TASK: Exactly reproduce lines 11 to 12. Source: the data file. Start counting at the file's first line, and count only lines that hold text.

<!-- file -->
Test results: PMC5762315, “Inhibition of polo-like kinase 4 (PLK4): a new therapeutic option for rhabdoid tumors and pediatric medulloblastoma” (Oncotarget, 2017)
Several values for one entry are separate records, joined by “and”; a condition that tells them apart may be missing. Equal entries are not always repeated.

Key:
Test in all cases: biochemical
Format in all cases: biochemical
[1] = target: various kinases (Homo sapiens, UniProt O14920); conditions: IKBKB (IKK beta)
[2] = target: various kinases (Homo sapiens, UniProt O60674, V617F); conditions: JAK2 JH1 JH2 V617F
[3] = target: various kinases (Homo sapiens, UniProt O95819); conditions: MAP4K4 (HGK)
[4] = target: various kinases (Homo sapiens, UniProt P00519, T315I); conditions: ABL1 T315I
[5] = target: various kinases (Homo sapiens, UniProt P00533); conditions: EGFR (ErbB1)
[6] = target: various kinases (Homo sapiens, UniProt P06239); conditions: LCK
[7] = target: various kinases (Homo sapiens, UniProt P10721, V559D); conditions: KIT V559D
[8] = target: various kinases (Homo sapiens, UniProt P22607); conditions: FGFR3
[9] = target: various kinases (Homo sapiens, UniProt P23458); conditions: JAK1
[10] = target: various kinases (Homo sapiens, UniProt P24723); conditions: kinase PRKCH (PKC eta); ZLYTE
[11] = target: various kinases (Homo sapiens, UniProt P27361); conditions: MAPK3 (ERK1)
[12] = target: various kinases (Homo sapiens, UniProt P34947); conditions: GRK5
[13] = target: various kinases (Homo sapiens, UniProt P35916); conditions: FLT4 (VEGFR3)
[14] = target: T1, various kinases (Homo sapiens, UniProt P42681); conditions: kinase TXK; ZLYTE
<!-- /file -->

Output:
[6] = target: various kinases (Homo sapiens, UniProt P06239); conditions: LCK
[7] = target: various kinases (Homo sapiens, UniProt P10721, V559D); conditions: KIT V559D